A Presidential Decree: My Thoughts

The big news around the traps at the moment is Karzai’s announcement that all PSC (local and international) have until 1 Jan 11 to disband and, for the internationals, quit Afghanistan. This is due to the (justifiable) perception that PSCs are running amok, involved in bribery and extortion, are in league – to varying degrees – with the Taliban and are damaging ISAFs counter-insurgency (COIN) strategy.

At the outset let me say that my company is held up as an example of how a transparent, compliant and professional PSC should operate in providing convoy security to Host Nation Trucking (HNT) contractors. If it were not I wouldn’t be working for it. However, as a PSC, we are lumped in with the local firms that are nothing more than armed militia for warlords such as Ruhullah (who plies his trade between Kabul and Kandahar) and Matiullah Kahn (who commands a 2,000 men in Uruzgan where nothing moves without his approval and his payment of between USD1000 and USD3000 per truck).

These, and other warlords, regularly extort ‘special payments’ or ‘security payments’ (call them what you will) from HNT contractors to ensure convoys move through their areas safely and largely unhindered. It is widely known that the protection racket also extends to the Taliban who use the warlords as their ‘collectors’ – adding to the already massive sum the insurgents rake in every year from its links to opium production and drug running. It is no coincidence that those HNT contractors who refuse to pay the protection money suffer the greatest number of incidents along the route – these incidents being, according to a large body of evidence, initiated by the warlords’ own people or by the insurgents at the warlord’s behest.

Why are my company’s convoys being contacted and ambushed almost every day? Why are we losing guards to ‘enemy’ fire at a KIA rate per head of force higher than that of ISAF? Because we and our client don’t pay the baksheesh.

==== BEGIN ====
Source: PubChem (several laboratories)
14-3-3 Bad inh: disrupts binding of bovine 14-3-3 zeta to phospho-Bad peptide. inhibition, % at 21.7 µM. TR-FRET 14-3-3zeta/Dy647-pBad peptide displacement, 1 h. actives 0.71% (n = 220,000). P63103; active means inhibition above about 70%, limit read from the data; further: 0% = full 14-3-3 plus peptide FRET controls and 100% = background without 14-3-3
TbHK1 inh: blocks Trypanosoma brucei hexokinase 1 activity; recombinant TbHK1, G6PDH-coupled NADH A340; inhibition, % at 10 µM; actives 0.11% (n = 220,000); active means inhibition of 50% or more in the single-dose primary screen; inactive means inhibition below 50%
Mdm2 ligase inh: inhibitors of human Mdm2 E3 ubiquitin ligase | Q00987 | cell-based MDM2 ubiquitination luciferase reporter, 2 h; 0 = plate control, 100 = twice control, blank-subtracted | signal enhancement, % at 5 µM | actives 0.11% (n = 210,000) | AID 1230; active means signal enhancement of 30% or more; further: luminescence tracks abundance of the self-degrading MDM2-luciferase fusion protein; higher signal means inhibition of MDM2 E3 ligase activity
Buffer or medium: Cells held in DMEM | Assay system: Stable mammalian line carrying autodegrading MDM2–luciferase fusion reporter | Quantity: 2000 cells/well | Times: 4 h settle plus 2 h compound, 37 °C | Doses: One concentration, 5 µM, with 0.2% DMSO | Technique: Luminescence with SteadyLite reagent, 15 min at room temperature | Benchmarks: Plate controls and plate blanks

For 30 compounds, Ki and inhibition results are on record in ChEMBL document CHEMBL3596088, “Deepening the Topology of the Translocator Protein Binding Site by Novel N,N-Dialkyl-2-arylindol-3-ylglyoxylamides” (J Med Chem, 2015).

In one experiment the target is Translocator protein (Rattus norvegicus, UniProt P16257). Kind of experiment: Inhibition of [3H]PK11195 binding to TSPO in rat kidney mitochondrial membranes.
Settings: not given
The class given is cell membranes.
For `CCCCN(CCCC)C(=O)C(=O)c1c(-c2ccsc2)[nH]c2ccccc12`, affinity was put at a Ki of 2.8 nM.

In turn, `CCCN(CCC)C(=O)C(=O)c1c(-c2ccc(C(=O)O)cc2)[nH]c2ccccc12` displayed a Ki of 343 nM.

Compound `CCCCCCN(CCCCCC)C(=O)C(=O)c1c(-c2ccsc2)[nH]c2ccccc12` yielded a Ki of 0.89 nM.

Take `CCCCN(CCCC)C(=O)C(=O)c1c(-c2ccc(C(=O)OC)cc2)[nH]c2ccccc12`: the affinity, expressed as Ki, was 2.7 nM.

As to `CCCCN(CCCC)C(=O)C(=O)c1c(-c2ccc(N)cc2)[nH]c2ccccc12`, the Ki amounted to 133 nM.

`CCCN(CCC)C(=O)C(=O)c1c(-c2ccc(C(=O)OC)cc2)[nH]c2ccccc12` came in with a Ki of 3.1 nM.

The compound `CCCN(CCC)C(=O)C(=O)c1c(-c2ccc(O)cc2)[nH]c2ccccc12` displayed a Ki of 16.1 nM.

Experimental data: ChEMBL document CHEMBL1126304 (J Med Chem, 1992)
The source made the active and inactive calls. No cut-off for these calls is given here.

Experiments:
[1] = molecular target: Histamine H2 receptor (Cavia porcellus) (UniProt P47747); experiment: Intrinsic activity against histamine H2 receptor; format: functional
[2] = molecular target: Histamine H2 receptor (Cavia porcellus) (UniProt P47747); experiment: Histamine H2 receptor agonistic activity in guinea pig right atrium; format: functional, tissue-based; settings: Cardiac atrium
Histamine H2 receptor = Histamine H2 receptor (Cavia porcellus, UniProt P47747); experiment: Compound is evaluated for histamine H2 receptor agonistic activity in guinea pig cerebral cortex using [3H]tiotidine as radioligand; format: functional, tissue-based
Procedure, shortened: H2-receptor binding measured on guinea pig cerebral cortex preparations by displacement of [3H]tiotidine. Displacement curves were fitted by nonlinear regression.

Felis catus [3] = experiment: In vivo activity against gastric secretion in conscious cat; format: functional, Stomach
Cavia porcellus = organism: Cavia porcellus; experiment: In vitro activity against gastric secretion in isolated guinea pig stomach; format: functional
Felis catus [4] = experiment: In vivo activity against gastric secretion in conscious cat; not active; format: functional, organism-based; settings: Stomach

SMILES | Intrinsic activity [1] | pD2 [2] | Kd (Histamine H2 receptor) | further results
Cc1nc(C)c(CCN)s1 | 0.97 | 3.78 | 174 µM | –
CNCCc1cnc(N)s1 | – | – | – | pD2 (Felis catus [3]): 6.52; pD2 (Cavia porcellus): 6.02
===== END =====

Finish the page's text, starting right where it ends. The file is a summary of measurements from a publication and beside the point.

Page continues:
As to the deleterious effect PSCs are having on ISAF’s COIN strategy, it doesn’t take a policy wonk from some Washington-based think tank to work out the reason. When the central plank to any successful COIN strategy is winning the confidence, trust and loyalty of the local populace, it is hardly going to be a ‘good thing’ when armed thugs known to be escorting convoys for the security forces (and, vicariously, the government), smacked out on hash and heroin, fire indiscriminately into villages as they pass, pull over civilians and the very tanker drivers they are charged to protect and extort cash and generally act in all sorts of illegal and unsavoury ways with apparent impunity. The very existence of these local PSCs, and the warlords who have established a parallel security apparatus to that of the legitimate government, is counter-intuitive to what ISAF are trying to achieve here.

A spokesman for the Ministry of the Interior is reported to have said today that, with the PSCs gone, the ANA and ANP will step in to fill the gap and are more than capable of doing so. Well, Mr Minister, I have news for you. If you think the ANA and, in particular, the ANP aren’t deeply and irretrievably corrupt from the local to the highest level, then you need to get out of your office more. While I have a lot of respect for many of the ANA and ANP I am in contact with, even the good ones think nothing of putting out their hand for a ‘special payment’ of one sort or another whenever they have the chance. Putting them in charge of the protection of a commodity that is as valuable as fuel is in this place is, well, just plain nuts.